A similar situation is found for [Os3(CO)12]. As noted above, the rotated form (2b) is more stable than the ‘D3h’ geometry (2a) by 0.6 kcal mol–1 (Fig. 1), while according to a B3LYP calculation, only one minimum is found (2bg). The calculated Os–Os distances are 2.933, 2.935, 2.935 Å (2b, ADF), 2.954, 2.954, 2.955 Å (2a, ADF), 2.957, 2.959, 2.960 Å (2bg), comparing well with the experimental values (2.87, 2.88, 2.88 Å). Again, the best agreement is provided by the 2b geometry.

2.2 Frontier orbitals

The frontier orbitals were calculated (ADF) for both geometries of the Ru and Os clusters and there are no significant differences, neither in energy nor localization. As the orbitals are, however, much easier to visualize in the more symmetric structures 1a and 2a, the most relevant frontier orbitals of these two structures are shown in Figs. 2 and 3, for the [Ru3(CO)12] and [Os3(CO)12] clusters, respectively. Their compositions are given in Tables 1 and 2, respectively.

Fig. 2

Frontier orbitals of [Ru3(CO)12] (1a) in a Molekel [19] representation.

Fig. 3

Frontier orbitals of [Os3(CO)12] (2a) in a Molekel [19] representation.

Table 1

Composition (%) and energies (eV) of frontier molecular orbitals of [Ru3(CO)12] (1a) (L = LUMO, H = HOMO)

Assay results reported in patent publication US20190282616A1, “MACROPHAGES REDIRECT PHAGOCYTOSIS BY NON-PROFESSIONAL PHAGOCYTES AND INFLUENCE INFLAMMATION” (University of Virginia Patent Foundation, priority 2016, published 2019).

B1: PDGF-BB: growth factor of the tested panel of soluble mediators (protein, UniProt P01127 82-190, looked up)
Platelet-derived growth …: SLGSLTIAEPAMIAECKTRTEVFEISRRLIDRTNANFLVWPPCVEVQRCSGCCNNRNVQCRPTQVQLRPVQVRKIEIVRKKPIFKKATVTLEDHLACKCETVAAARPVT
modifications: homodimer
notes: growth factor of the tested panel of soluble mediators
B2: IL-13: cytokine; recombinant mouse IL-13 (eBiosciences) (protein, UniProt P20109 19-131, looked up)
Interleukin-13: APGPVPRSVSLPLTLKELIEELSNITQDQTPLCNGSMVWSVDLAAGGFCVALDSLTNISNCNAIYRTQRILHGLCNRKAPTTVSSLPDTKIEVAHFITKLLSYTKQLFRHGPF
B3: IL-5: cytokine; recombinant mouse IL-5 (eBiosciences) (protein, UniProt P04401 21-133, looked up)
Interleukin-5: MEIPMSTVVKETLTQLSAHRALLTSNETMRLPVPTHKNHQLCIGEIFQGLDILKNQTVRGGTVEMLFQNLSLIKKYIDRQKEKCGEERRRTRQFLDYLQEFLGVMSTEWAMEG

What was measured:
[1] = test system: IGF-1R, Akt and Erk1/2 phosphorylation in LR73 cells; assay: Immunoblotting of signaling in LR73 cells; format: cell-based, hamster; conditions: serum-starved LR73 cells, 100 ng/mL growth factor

OrbitalERu1Ru2Ru3CO
81aH – 3–7.2944.324.34.027.4
82aH – 2–6.4018.520.014.347.2
83aH – 1–6.4026.627.810.135.5
84aH6.3915.712.836.335.2
85aL3.6915.916.515.951.7
86aL + 1–3.044.24.55.685.7
87aL + 2–3.044.35.54.585.7
88aL + 3–2.824.94.14.886.2
Table 2

Composition (%) and energies (eV) of frontier molecular orbitals of [Os3(CO)12] (2a) (L = LUMO, H = HOMO)

orbitalEOs1Os2Os3CO
101aH – 4–7.346.818.641.333.3
102aH – 3–7.3437.725.93.233.2
103aH – 2–6.7016.316.316.151.3
104aH – 1–6.5528.325.08.438.3
105aH6.5512.816.032.938.3
106aL3.5010.310.810.368.6
107aL + 1–3.094.55.14.985.5
108aL + 2–3.082.33.11.093.6
109aL + 3–2.622.02.22.992.9

While the HOMO (H) of 1a is more localized at Ru3, H – 1 and H – 3 are more localized at Ru1 and Ru2, and H – 2 is spread over the three ruthenium centers, being a highly symmetrical Ru–Ru σ-bonding orbital. The three highest occupied orbitals shown are Ru–Ru bonding, but H – 3 is π-bonding between Ru and the equatorial CO ligands, and Ru–Ru π* antibonding. The LUMO (L) has a localization close to 50% on the Ru3-core, and is both Ru–CO (π*) and Ru–Ru (σ*) anti-bonding. In contrast, L + 1, L + 2 and L + 3 show a much larger localization on the carbonyls and are Ru–CO π* antibonding.

The main difference between the Ru and Os clusters is the much smaller participation of the Os centers in the unoccupied orbitals compared to Ru (with the exception of L + 1). Indeed, in the LUMO of 2a, the three osmium centers only contribute with ca. 31%. This trend becomes more marked for L + 2 and L + 3, where the participation of osmium becomes negligible.